All it would take is a single passing shower—or even a large cumulus cloud—to produce epic disappointment for people who have spent months or years planning to view the total solar eclipse sweeping across the United States on August 21. Millions more around the contiguous U.S. will get to experience a partial solar eclipse, again assuming that weather permits. It’s easy to see why the craving for an eclipse-oriented weather forecast could get insatiable over the next few days.
The first coast-to-coast total eclipse to grace the United States in nearly a century will sweep across the landscape on Monday, August 21—and, to say the least, word is getting out. Some eclipse fans from across the nation and the world made their hotel reservations literally years ago. Others started thinking only a few days or weeks ago about venturing into the total-eclipse path.
Sustaining extreme heat for an entire month is a more impressive feat than doing so for just one day. This past July, Furnace Creek station at Death Valley, California, measured an average monthly temperature of 107.4°F—the hottest single month ever reliably measured anywhere on Earth. Average monthly temperatures are typically calculated by adding the highs and lows for each day of the month, then dividing by 2 and dividing by the number of days in the month.
Muck Rack makes it simple to find people, tweets, or articles that mention any name, keyword, company, hashtag etc. We've compiled this guide to help you make the most of your search.
Selecting a term
Start searching tweets, articles from media outlets, articles mentioned in tweets, journalists'
names, titles and bios with some suggested searches:
Companies or Topics (e.g. iPhone, Microsoft)
Phrases (e.g. "cloud computing") — use quotes to keep the terms together
Twitter handles (e.g. @username) — returns those who have mentioned or replied to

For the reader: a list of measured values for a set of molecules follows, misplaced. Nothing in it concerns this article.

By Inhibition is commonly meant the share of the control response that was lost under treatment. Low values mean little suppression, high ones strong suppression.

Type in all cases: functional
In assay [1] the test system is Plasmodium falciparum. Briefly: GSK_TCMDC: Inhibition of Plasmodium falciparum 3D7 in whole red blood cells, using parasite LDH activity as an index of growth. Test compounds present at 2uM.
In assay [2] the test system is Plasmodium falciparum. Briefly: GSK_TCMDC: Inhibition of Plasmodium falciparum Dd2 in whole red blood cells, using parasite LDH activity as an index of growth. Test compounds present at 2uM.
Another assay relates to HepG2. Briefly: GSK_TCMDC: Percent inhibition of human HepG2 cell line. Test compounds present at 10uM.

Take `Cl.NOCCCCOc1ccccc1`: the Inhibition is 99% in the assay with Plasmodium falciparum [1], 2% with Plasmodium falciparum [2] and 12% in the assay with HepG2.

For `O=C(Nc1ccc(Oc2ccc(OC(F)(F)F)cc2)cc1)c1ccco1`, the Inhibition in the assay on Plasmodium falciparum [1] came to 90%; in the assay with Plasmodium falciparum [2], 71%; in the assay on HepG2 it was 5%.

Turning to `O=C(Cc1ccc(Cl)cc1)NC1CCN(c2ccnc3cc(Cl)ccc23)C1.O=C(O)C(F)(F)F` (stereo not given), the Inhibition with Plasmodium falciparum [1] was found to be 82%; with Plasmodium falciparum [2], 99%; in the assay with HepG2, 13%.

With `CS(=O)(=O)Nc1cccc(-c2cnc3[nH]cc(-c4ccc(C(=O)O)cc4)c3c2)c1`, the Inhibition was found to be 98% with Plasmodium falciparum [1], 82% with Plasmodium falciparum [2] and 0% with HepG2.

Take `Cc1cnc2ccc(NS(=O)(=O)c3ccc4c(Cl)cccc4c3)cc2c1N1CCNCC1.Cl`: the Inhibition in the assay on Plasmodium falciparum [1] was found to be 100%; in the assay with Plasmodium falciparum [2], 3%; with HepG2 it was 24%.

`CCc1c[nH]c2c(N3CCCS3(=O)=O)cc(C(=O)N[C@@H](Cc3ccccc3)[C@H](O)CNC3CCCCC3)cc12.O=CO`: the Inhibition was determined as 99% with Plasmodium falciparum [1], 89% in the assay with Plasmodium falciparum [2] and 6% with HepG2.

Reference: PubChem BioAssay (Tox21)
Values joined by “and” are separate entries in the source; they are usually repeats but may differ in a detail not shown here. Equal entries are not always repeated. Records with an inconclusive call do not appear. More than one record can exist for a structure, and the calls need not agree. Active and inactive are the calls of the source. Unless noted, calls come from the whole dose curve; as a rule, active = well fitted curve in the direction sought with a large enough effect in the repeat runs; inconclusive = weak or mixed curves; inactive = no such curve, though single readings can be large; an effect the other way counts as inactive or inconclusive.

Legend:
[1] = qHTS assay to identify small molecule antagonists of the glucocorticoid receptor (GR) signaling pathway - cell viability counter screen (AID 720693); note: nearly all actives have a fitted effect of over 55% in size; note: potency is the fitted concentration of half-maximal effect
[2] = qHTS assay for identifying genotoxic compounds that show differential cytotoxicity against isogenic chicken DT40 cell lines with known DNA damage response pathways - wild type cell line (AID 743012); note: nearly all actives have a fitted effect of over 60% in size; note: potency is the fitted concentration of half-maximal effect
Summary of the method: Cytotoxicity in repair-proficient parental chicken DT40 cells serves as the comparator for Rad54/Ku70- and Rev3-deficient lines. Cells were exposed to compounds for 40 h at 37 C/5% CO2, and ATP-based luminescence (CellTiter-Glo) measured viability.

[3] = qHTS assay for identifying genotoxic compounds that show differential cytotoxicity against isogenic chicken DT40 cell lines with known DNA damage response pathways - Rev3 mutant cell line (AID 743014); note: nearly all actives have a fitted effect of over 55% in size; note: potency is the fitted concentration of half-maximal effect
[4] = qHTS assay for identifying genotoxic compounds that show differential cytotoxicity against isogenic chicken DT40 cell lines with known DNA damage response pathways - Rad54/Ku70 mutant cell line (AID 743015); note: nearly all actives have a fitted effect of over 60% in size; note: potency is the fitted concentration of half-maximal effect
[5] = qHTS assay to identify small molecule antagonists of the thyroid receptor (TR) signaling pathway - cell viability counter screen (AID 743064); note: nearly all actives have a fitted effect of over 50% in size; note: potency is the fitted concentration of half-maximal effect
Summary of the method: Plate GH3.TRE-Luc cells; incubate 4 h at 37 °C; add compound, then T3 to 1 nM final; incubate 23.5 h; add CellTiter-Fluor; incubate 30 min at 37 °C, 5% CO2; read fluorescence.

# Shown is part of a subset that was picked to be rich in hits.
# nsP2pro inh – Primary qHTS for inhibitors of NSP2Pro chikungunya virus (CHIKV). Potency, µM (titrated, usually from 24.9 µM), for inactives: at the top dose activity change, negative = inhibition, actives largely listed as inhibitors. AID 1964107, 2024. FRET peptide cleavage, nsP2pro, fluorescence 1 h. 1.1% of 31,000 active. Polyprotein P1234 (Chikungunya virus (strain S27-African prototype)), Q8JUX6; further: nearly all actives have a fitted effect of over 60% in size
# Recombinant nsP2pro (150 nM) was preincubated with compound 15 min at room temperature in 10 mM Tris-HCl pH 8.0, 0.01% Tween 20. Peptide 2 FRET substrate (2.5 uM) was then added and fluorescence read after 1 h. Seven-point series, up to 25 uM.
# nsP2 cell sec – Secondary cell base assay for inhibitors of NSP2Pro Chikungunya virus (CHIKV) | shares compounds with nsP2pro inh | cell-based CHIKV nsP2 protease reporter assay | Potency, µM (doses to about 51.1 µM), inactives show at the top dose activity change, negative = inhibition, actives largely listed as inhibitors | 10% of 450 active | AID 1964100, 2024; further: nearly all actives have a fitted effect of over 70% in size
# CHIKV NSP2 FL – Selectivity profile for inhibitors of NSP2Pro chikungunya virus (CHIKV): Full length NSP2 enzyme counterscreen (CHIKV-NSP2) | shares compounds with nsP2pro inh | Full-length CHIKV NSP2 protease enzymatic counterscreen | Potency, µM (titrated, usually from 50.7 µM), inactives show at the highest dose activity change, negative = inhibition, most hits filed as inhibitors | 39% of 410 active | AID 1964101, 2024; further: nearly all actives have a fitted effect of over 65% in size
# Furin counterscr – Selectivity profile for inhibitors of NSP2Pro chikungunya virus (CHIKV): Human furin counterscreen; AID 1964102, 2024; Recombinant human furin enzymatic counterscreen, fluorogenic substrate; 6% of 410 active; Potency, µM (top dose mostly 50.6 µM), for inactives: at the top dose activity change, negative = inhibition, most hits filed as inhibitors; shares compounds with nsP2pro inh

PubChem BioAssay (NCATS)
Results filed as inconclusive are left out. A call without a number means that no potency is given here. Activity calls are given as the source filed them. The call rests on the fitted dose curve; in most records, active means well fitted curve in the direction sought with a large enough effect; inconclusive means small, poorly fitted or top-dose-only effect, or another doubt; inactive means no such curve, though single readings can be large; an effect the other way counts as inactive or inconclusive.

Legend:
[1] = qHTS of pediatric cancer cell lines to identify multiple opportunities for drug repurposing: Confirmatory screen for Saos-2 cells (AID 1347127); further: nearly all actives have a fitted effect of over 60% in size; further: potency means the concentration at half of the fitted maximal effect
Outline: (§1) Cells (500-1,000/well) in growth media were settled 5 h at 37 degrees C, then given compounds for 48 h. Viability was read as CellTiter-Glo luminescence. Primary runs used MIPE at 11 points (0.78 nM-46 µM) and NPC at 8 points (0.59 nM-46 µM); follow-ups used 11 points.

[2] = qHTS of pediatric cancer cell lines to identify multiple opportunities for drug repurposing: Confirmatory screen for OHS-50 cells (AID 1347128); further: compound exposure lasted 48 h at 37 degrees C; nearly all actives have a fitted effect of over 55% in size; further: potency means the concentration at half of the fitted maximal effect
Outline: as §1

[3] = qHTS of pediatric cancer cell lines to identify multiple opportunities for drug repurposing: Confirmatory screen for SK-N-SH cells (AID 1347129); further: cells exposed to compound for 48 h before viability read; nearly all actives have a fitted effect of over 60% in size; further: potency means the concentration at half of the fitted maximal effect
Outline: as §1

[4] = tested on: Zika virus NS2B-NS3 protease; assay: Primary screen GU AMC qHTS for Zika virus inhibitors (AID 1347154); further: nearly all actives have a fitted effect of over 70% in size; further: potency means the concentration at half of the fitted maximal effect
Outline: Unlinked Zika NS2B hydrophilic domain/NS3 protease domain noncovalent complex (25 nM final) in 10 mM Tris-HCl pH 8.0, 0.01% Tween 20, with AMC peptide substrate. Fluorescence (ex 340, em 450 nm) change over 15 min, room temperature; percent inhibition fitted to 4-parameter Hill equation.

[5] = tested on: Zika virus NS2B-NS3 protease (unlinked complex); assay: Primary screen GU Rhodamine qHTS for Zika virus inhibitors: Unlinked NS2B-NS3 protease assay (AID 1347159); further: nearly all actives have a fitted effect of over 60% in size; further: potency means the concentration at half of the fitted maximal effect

Names (e.g. "David Pogue")
Hashtags (e.g. #sxsw, #london2012)
Bio details (e.g. vegan, Olympics, father)
Muck Rack's Advanced Search allows for many boolean operators.
Find results that mention multiple specified terms, use AND or
+. For example, ensure each result contains both Elon Musk and Mark Zuckerberg by
searching Obama AND Romney or Obama + Romney.
Use the operators OR or , to broaden your search when you'd like either of
multiple terms to appear in results. (This is the default behavior of our search when no operators
are used.) For example, search for democrat OR republican to find results that refer to
Democrats and/or Republicans.
Use NOT or - to subtract results from your search. For
example, searching Disney will yield results about the Walt Disney Company as well as Walt Disney
World Resort. To exclude mentions of Disney World, search for Disney -World or Disney
When using one of these operators with a phrase, enclose it in quotation marks. For example, you can
find results about smartphones excluding Apple's iPhone 4S by searching smartphone -"iPhone
Exact case matching or punctuation
If you're searching for a brand name or keyword that relies on specific punctuation marks or capitalization, you can
find results that match your exact query by adding matchcase: before the keyword you're searching for, like matchcase:E*TRADE .
Use parentheses to separate multiple
boolean phrases. For example, to find journalists talking about having fun in Disney World or
Disneyland, search for ("disney world" OR disneyland) AND fun.
An asterisk can be used to search for any variation of a root word truncated by the asterisk. For example, searching for admin* will return results for administrator, administration, administer, administered, etc.
A near operator is an AND operator where you can control the distance between the words. You can vary the distance the near operation uses by adding a forward slash and number (between 0-99) such as strawberries NEAR/10 "whipped cream", which means the strawberries must exist within 10 words of "whipped cream".